Dynamic Lighting Interior - Can't properly light the scene without lag

I have been working on a game that takes place inside of a house at night time. I have blueprints for lights that can be turned on and off, so the lights are dynamic. My problem is that to actually light the rooms well I need large attenuation radius on them or use more lights which severely reduces fps. I have tried using post process effects (Gamma, contrast, etc.) but when they’re changed enough that rooms are lit, there are very obvious artefacts. I’ve tried using exposure, both manual and automatic but couldn’t find a solution that let the room be dark with the light off and not overly-bright with the light on as well as the auto exposure being inconsistent and resulting in dark spots anyway. Furthermore, the lumen global illumination results in blotchy lighting artefacts that are only solved by cranking the final gather quality up really high, which also results in a significant hit to the performance.

Is there a workflow or a technique for dynamically-lit interiors that I’m missing?

My specs are as follows:
CPU - Intel Core i7 5930K @ 3.50GHz
RAM - 32.0GB Unknown @ 1066MHz
GPU - 4095MB NVIDIA GeForce GTX 1070

Screenshots:



If you’re trying to light a whole room with a spotlight pointed at the floor without having to crank the light up so high that it’s blowing out the floor you need to either increase the indirect lighting strength of the light and/or increase the brightness of the floor material.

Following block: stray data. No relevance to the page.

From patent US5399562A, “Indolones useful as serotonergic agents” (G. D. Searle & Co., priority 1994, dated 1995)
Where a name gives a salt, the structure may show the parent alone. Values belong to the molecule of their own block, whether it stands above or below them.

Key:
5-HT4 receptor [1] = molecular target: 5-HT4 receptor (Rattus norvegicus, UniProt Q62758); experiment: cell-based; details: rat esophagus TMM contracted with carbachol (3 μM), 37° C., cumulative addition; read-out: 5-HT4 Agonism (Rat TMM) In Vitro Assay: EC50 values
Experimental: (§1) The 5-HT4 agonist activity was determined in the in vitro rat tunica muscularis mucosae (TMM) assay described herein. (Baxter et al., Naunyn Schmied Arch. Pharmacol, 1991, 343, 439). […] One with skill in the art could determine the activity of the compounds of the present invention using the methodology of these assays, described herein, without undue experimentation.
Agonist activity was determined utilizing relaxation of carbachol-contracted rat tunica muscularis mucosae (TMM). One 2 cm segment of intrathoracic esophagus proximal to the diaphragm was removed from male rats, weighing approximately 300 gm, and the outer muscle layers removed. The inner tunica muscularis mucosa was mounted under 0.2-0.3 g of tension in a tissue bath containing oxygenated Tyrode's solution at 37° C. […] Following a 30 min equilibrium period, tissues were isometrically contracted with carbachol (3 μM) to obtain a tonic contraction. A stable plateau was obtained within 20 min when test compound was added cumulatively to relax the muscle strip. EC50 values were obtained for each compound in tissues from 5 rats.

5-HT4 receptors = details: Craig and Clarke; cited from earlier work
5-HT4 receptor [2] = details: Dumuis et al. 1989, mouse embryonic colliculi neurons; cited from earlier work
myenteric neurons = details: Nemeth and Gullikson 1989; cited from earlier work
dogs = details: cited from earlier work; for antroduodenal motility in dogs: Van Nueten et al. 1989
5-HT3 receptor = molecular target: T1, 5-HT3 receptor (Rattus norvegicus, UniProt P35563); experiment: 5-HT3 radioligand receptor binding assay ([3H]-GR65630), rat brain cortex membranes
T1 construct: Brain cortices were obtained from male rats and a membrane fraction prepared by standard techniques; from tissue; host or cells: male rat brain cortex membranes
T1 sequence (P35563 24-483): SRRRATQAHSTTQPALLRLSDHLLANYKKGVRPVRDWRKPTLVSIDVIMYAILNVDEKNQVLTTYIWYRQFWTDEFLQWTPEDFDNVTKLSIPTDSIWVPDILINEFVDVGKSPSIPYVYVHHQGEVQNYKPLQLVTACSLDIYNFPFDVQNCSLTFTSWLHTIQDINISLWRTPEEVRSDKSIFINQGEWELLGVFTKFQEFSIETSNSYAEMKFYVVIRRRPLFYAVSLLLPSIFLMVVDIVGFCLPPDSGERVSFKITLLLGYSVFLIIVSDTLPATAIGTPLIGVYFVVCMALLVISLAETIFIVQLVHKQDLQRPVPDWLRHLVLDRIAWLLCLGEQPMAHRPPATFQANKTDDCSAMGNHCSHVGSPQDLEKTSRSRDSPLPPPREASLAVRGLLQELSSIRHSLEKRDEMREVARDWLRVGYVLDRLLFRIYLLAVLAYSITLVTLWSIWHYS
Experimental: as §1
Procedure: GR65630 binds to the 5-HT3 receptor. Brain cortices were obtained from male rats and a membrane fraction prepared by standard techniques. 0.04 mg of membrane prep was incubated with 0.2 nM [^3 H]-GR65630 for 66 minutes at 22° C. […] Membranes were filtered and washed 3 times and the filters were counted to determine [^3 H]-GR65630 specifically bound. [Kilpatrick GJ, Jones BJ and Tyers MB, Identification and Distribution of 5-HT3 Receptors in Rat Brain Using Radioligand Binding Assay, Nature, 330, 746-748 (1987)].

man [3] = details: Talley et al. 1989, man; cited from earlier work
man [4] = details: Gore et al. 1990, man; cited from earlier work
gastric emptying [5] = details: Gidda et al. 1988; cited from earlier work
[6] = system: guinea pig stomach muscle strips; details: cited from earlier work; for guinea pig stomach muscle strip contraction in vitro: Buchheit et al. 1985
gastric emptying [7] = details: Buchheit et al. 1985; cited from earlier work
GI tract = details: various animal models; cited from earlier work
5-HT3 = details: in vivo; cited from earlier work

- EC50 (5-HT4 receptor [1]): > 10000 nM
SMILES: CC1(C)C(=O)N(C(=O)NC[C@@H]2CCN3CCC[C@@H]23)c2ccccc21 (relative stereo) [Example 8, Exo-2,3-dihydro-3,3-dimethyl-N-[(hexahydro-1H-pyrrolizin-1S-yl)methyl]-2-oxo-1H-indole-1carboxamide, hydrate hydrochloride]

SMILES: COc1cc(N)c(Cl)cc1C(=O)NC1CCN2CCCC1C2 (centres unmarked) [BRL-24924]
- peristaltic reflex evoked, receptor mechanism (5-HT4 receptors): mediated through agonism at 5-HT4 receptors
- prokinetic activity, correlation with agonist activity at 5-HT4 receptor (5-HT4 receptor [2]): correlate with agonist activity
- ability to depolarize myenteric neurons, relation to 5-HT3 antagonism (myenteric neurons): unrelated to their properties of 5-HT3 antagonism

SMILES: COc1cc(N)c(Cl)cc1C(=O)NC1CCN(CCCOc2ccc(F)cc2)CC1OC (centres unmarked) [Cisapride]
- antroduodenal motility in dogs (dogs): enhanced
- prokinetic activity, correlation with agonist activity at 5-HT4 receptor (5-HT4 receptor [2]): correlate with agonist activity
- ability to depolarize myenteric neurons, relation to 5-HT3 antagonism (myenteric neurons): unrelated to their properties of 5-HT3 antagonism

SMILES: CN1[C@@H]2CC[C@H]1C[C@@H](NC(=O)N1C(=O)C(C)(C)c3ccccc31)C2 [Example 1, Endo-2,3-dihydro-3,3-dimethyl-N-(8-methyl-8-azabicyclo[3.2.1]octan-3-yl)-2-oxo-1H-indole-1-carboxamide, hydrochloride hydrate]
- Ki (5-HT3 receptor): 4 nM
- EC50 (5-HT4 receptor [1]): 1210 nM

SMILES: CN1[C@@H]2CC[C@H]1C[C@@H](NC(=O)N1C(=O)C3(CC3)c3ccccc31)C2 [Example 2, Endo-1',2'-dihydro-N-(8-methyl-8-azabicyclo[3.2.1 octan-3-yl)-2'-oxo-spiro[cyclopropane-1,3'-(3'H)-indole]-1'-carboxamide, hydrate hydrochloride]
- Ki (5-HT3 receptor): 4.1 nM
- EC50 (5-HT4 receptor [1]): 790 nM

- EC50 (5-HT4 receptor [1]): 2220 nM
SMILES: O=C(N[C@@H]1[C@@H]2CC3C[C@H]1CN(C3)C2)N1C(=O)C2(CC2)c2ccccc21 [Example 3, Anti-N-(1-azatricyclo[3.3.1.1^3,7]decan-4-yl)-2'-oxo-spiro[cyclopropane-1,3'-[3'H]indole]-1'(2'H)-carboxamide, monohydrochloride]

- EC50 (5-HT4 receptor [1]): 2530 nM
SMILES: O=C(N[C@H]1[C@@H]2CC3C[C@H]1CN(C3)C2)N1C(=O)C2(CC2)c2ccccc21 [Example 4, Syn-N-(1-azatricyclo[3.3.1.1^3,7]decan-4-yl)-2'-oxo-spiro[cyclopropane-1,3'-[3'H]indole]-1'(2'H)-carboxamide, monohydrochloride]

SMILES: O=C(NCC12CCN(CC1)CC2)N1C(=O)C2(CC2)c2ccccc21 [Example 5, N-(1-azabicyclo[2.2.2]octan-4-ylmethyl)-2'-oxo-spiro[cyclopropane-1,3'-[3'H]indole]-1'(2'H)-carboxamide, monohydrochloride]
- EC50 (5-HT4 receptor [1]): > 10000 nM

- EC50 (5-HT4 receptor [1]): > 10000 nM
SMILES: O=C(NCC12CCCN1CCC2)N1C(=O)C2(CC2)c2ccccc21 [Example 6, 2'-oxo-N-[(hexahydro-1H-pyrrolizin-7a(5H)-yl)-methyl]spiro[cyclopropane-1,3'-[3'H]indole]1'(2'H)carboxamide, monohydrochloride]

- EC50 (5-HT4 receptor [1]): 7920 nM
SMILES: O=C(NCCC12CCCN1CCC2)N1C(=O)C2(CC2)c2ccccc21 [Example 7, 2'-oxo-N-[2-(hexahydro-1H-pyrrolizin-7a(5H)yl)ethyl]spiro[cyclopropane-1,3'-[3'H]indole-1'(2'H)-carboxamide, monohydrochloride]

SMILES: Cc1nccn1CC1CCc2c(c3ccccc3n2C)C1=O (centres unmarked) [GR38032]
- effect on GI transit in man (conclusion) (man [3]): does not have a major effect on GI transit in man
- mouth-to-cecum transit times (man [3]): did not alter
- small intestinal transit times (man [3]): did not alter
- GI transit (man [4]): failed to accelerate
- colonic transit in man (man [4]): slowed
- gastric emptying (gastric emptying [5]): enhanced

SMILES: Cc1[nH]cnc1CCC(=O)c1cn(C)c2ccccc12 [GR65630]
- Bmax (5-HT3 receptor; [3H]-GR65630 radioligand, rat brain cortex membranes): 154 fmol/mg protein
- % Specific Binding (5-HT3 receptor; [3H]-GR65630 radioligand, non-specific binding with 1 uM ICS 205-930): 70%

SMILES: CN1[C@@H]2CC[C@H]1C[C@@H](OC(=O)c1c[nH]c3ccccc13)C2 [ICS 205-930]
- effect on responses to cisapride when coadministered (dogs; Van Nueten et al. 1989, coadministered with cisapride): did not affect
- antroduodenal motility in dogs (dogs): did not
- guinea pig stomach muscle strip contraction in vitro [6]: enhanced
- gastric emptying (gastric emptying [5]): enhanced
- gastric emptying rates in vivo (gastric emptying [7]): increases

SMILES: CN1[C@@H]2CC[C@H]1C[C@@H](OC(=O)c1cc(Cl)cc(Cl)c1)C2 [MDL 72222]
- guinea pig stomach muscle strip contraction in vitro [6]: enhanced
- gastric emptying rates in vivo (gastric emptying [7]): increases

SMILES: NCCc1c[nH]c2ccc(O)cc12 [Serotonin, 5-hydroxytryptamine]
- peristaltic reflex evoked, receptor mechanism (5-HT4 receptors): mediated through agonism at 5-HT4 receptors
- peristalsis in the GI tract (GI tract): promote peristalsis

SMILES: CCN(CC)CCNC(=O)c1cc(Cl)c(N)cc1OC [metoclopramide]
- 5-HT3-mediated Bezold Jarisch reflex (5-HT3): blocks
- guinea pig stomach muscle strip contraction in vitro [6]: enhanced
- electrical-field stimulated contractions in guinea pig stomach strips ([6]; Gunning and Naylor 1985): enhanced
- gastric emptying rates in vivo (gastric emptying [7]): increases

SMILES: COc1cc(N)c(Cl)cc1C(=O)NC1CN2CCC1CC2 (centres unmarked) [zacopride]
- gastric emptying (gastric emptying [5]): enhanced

You might actually need to increase the values of all of the materials in the room, as anything with a value below ~0.75 will absorb a lot of light and prevent bouncing.

Really, you probably shouldn’t be using a spotlight for lighting a room, a point light with an IES texture will be better. You could also try disabling inverse square falloff and reducing the light falloff to keep its influence more contained and get better performance.

What kind of target performance are you aiming for and at what resolution? A 1070 is a pretty low end GPU for Lumen. You might be better off using static lighting and either switching between two different lighting scenario levels for ‘lights off’ and ‘lights on,’ or using a single baked lighting level and post-process to disable direct and indirect lighting when the lights are off and disable the post process when you turn them on again.

Thanks for your reply.

Since I made this post I just moved away from Lumen entirely and I have no frame loss at all. It was my mistake to assume Lumen was just the new default that everyone should use. I really didn’t want the game to require crazy specs to run. Switching to the deprecated illumination mode pretty much solved all my problems.

I wasn’t aware of IES textures though, I’ll be looking into that to make the lights look better, thanks for the suggestion.